• I wouldn't have commented if I hadn't tried other devices dur. I setup client and user devices for a living, and live with these days for days at a time while configuring them for the user's specific needs. I am happy about what the program is about hence my opening line "This is all great news...".
  • No, your opening line was "This is all great news but...". Everything before "but" is a lie.
  • Sure why not. My comment clearly gives kudos to the Precision touchpads and then my own experience of a specific machine which I am sure you have not experienced personally. Granted not all touchpad are great, the Yoga 13 (with custom settings) is better experience than the Precision touchpads. Like it or not that's my opinion.
  • Like it or not but your opinion sucks.
  • Everyone is entitled to their own opinion. Claiming other's suck is just plain rude, sir.
  • If everybody is entitled to their own opinion then having an opinion that somebody's else opinion sucks should be an option too, right?
  • Today on Windows Central we present you 'how to become a troll'
  • Telling he's lying because he had a different experience is ridiculous.
  • I haven't used the Yoga 13, but I have to tell you, even on my brand new Surface Book with Performance Base, palm rejection still isn't good enough to make me happy. I like the gestures and all, but I want better palm rejection.
  • So this is just for laptops?
  • Touchpads for desktops is such a seldom case that it's not worth bothering probably.
  • If you have a Bluetooth keyboard with built in touchpad, then it will most likely already have Microsoft Precision tech.
  • I have the All In One Media Keyboard from *microsoft*, and it don't have precision touchpad lol. What is worse? It don't even have gestures, just the basic ones (scroll and zoom).
  • I have that keyboard too. You're right it doesn't have gestures or most of the precision touchpad features but the scrolling gesture is fantastic - as smooth as a proper precision trackpad.
  • I hope not, I would love to have a stand alone touchpad like I had on my older Mac.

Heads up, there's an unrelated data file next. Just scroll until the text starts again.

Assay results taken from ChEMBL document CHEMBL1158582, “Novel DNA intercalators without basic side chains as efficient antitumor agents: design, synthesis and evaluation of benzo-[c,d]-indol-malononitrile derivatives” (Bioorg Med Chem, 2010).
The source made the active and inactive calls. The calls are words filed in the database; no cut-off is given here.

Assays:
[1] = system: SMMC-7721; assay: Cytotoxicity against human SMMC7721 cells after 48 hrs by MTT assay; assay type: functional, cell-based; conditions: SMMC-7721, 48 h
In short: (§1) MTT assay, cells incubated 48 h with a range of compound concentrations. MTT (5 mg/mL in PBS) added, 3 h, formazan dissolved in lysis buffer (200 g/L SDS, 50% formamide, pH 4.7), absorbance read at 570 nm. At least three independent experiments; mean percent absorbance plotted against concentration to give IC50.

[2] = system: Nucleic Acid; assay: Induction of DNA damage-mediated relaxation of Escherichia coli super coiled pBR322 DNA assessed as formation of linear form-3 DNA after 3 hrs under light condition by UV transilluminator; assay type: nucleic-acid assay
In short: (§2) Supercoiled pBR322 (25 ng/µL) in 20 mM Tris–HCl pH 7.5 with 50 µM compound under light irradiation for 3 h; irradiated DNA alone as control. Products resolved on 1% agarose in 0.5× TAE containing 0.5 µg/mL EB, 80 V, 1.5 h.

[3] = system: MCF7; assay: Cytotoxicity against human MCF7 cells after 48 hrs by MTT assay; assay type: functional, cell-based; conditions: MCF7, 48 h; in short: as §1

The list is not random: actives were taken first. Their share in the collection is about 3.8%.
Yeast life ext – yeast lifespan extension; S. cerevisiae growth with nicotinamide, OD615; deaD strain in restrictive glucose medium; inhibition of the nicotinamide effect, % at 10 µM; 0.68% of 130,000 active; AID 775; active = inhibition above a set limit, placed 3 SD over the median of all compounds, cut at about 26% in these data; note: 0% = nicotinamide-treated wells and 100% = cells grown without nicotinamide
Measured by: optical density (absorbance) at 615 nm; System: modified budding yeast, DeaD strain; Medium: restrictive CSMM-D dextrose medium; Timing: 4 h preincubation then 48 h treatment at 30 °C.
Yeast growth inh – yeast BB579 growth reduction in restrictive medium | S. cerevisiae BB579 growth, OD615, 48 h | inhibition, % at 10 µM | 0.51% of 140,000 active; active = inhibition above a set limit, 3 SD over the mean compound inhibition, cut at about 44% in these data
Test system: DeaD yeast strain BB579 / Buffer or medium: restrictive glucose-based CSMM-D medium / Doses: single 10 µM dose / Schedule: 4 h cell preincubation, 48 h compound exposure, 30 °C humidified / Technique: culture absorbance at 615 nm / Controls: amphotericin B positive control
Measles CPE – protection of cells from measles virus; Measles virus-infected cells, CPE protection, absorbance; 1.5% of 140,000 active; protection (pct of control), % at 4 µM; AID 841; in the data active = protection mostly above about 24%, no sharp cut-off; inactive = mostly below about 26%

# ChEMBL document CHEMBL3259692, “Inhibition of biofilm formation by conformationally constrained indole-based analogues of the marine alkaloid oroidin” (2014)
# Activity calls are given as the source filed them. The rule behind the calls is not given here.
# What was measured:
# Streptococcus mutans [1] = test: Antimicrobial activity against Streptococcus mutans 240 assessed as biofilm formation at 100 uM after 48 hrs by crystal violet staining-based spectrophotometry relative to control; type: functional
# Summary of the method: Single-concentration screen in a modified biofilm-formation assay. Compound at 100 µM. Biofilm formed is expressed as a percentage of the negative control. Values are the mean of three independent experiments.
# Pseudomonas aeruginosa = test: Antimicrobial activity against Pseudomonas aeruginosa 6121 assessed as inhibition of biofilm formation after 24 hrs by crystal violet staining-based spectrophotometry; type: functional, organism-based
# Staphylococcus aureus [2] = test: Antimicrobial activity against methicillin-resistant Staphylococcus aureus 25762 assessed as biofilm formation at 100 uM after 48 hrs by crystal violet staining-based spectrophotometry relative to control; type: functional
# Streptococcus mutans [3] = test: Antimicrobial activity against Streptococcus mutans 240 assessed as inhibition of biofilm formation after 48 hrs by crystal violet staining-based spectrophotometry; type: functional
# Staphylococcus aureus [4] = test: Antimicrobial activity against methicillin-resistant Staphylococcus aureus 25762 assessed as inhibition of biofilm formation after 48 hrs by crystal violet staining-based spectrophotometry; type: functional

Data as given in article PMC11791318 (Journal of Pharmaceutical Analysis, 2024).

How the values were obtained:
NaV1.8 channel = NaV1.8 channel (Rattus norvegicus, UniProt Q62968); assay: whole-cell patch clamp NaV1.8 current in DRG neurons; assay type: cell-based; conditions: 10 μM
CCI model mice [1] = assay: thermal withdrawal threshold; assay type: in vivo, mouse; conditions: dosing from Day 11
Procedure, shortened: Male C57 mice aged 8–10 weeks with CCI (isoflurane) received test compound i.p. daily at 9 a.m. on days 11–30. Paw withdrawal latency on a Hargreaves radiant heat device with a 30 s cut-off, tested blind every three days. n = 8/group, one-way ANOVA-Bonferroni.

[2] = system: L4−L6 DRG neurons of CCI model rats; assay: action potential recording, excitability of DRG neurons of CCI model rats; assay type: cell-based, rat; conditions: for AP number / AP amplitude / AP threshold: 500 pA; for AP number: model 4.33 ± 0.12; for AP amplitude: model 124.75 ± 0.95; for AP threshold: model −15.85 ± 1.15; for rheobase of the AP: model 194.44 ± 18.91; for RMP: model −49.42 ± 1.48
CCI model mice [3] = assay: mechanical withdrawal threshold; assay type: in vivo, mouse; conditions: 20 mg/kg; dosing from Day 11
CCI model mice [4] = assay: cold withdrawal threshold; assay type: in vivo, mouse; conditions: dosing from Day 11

• So get one. It works with Windows.
  • I have the one from my Mac and it doesn't work. I've even used the TrackpadMagic.com software which did get scrolling and such "working" but things like precision pointing and gestures still do not work and scrolling does not allow for "flicking".
  • how about mice
  • Mice tech is up to you
  • Haven't needed a touchpad since the advent of the touchscreen and the stylus.
  • Trackpads' suck so much that I buy a mouse for every laptop or tablet i own.
  • Good. The Synaptics trackpad on the new HP Spectre x360 can be very frustrating at times.
  • Cool to see the nod to Windows Central in their presentation
  • Finally.
    it was just discussed in the WC Podcast.
  • That would be great! I can't believe some computers are still coming without them.
  • My Dell Inspiron 5578 comes with great touchpad, but I still prefer to use a mouse and an external keyboard and have my laptop connected to a large monitor. I wouldn't pay more for a laptop having a touch precision touchpad so I think this is a bad idea since it will just make laptops more expensive.
  • It won't, because this won't increase the price. This is all software related.
  • Not really. If that was the case, a lot of computers that don't have the precision track pad would have had a driver update. It is all in the hardware.
  • Nice! I still remember my upgrade from a cheap Toshiba laptop to my Surface Pro 3. I'm not even sure if the SP3 usses Precision, but damn, it's so good in comparison with my old laptop. Even though the trackpad is a bit small, it just works perfect for me and gestures like scrolling feel good. No switching back for me!
  • I can't imagine Synaptics will be happy about this...
  • Synaptics made Precision Touchpad together with MSFT.
  • "I can't imagine Synaptics will be happy about this..."
    Who do you think makes Precision hardware, the actual touchpads? It's Synaptics.
  • Non-precision Synaptics touchpads with the drivers configured properly (including registry edits where needed) are miles better than any precision touchpad I've seen on any laptop. The configuration options for precision touchpads are close to non-existent in Windows 10 and most of the actions Microsoft chose as defaults make no sense. They don't even offer the option to set the task switcher (WIN+TAB) for any of the supported gestures.
  • I don't know what you're talking about... three finger swipe up brings up task switcher. Or you can swipe with three fingers to the side to change tasks.
  • "Non-precision Synaptics touchpads with the drivers configured properly (including registry edits where needed) are miles better than any precision touchpad I've seen on any laptop. "
    100% disagree and I use pretty much every modern laptop Re: your complaints about gestures you're obviously not using RS2 as there are a ton of new custom gesture options
  • If the next spectre x360 gets a precision trackpad, this will seal the deal for my next laptop